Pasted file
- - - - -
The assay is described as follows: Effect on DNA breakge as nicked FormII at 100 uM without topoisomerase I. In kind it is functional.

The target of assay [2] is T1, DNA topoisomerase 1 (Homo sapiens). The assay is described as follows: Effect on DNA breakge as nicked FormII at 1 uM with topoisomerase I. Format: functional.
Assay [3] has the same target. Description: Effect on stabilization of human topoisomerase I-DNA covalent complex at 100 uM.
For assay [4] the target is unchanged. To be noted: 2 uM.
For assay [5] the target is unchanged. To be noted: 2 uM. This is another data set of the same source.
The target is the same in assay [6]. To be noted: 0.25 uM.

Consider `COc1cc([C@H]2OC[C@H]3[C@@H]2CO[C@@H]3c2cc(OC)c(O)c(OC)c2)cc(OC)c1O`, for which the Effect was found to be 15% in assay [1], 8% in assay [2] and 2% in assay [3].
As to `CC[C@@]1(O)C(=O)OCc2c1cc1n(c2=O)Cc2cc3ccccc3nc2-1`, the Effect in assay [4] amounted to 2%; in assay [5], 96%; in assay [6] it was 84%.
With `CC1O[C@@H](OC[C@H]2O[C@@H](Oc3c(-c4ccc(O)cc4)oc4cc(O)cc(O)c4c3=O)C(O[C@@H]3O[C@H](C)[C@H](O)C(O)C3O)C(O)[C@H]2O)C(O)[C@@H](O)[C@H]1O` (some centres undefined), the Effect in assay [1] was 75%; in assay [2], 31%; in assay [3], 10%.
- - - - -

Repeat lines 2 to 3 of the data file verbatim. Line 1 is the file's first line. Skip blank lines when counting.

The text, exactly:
The target of assay [2] is T1, DNA topoisomerase 1 (Homo sapiens). The assay is described as follows: Effect on DNA breakge as nicked FormII at 1 uM with topoisomerase I. Format: functional.
Assay [3] has the same target. Description: Effect on stabilization of human topoisomerase I-DNA covalent complex at 100 uM.